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Double Jeopardy
GRANT WAHL
March 19, 2007
Winning back-to-back titles in college hoops is one of the rarest feats in team sports. Is reigning champ Florida up to the challenge?
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March 19, 2007

Double Jeopardy

Winning back-to-back titles in college hoops is one of the rarest feats in team sports. Is reigning champ Florida up to the challenge?

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Or to put it in present-day terms: In a bracket with eight genuine national-title contenders, can Florida beat the odds?

it may seem obvious, but it's worth pointing out: Over the next three weeks 64 of the NCAA tournament's 65 teams will lose. Seven teams have the best chance of preventing Florida's coveted repeat, but their fates will depend on how each one addresses a potentially fatal flaw. To wit:

UCLA In nearly every way the Bruins are a better team than the one that made a surprise run to last year's final. But they may be soft in the middle: Center Ryan Hollins has graduated, and it's hard to forget the way Florida's big guys ran roughshod over 6'9" Lorenzo Mata. " Hollins was a force for us down the stretch last year," says Howland, "but our inside game has been coming on of late, especially Mata." Perhaps, but UCLA would still be better off avoiding teams with imposing frontcourts like Florida, Georgetown or North Carolina.

Kansas The Jayhawks have a terrific balance of skillful scorers and airtight defenders. But as the adage goes, if you have to ask who a team's go-to guy is, that team probably doesn't have one. "We know who's going to get the ball, we just don't know who will take the shot," says Self. It could be any of four players: guards Mario Chalmers, Sherron Collins and Brandon Rush or forward Julian Wright. If Kansas finds itself in a tight finish, will that uncertainty unhinge a team that has been upset in the first round the last two years?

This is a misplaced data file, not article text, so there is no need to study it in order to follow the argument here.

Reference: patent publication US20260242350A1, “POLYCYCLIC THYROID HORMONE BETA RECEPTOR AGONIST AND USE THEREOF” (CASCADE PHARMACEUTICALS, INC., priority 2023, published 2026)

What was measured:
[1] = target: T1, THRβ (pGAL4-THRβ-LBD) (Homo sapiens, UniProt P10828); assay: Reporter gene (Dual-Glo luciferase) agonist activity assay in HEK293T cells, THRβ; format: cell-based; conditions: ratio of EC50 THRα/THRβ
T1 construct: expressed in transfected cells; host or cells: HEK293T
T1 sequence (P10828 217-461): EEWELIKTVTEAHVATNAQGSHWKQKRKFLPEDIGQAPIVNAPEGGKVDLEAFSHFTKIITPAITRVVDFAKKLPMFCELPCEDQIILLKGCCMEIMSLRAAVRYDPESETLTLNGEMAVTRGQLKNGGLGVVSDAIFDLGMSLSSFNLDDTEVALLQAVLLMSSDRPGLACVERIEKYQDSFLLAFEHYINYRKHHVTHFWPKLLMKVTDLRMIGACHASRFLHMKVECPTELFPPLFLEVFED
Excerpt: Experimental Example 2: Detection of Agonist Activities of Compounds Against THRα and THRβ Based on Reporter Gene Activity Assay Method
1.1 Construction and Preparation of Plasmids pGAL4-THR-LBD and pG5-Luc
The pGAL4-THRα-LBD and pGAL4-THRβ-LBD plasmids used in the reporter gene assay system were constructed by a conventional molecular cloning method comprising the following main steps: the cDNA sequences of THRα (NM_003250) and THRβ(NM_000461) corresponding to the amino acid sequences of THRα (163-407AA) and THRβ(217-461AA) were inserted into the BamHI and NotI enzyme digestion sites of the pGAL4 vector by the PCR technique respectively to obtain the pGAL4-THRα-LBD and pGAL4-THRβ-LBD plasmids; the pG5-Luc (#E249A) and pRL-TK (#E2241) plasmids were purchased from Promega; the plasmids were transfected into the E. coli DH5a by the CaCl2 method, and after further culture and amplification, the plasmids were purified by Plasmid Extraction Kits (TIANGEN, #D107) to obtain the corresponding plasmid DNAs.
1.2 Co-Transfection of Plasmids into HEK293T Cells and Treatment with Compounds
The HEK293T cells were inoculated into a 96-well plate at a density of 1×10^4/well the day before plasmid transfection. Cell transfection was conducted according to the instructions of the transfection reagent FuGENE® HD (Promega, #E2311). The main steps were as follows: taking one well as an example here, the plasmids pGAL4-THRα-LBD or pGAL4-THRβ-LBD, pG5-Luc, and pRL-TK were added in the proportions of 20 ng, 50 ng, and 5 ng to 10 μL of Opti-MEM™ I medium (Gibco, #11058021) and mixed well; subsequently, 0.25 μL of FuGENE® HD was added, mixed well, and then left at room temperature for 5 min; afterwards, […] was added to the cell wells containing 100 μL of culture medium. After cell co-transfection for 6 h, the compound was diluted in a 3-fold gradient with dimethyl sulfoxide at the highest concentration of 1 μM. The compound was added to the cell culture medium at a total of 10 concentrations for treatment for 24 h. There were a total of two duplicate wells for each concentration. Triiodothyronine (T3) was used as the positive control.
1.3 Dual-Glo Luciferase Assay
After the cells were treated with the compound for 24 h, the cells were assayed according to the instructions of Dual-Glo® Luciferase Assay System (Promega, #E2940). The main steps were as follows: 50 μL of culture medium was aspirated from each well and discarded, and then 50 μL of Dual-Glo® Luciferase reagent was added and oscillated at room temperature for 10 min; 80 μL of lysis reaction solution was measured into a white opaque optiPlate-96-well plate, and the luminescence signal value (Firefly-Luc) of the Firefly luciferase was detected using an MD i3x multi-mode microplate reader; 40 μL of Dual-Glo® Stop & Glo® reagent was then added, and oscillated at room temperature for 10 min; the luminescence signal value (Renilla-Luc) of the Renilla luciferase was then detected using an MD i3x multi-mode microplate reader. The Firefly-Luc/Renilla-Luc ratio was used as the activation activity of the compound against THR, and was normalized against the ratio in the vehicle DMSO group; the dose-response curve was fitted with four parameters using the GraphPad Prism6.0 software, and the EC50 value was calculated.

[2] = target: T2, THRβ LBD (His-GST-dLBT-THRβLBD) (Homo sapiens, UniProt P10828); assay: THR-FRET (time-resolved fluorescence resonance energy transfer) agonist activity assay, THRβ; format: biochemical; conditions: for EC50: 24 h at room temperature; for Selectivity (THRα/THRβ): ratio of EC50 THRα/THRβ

North Carolina When the most dangerous attacking team in the land lost three of its last six regular-season games, swingman Marcus Ginyard questioned the Tar Heels' heart. "The toughness question comes from the way [we haven't] gone after loose balls and rebounds," says coach Roy Williams. "We've said, 'Hey, if you want to rebound the ball, you have to be tough enough to stick your nose in there.'" Will the broken schnoz suffered by Tyler Hansbrough doing just that in a March 4 win over Duke become a bloody shirt for the Heels? Or might UNC wilt against tougher teams like Pittsburgh, Texas A&M or Wisconsin?

Ohio State The Buckeyes were the country's hottest team down the stretch, winning their last 17 games of the season as 7-foot freshman center Greg Oden altered games with his defense and regained nearly full use of his right (shooting) hand following wrist surgery. Can Oden start taking over on the offensive end too? "In essence, we've been coaching two different teams this year," says Matta. If Ohio State can play as one unit instead of two camps of freshmen and veterans, look out.

Wisconsin Any team that was ranked No. 1 in late February has to be formidable, Badgers coach Bo Ryan argues, and he's right, although Wisconsin promptly dropped two straight and--even worse--lost starting center Brian Butch at least until the Final Four with a dislocated right elbow. "If you take the top rebounder off any team, that's hard to replace," says Ryan. "How we pick up for Brian is going to tell the tale." Butch was also the Badgers' best-shooting big man, which will put even more pressure on forward Alando Tucker and guard Kammron Taylor, who are the only creators in Ryan's swing offense.

Texas A&M Point guard Acie Law IV wants the ball in crunch time even though everyone in the arena knows he'll get it. "That's a concern, but we'll go to him anyway," says Gillispie. "He's just a phenomenal player who gives your team great confidence." In that case the Aggies' potential Achilles' heel may be the foul-prone ways of center Joseph Jones, who set up his own DQ franchise this season by fouling out six times (and in three of Texas A&M's six losses).

Georgetown Before the season Thompson cautioned that his team might struggle early with a young perimeter cast surrounding big men Roy Hibbert and Jeff Green, but he added that the parts were in place to contend by March. That's exactly what happened. "We've gotten better, which has allowed Jeff and Roy just to play as everyone else has gained experience," says Thompson. The Hoyas' 36.6% three-point shooting is still a sore spot, as is the fact that their best outside shooter, Jonathan Wallace, is also their point guard.

as they pursue a historic double, the Gators have their own concerns, of course--but most of theirs are away from the court. " Florida is the most gifted team," says Tar Heels coach Williams, "but they also have a lot more distractions." It would be so much easier if the challenge of winning a second title were no more difficult than winning the first. But it's not. "It's totally different--and a lot harder," says Noah. "When we're playing in sync, we're the best team. When we're focused, we're better than we were last year, and if we achieve our goals, people will remember us as one of the best teams to ever play college basketball. But to get to that level we realize there's a real thin line between winning and losing. I mean, we lost to the worst team in the SEC [LSU] without its best player [ Glen Davis]."

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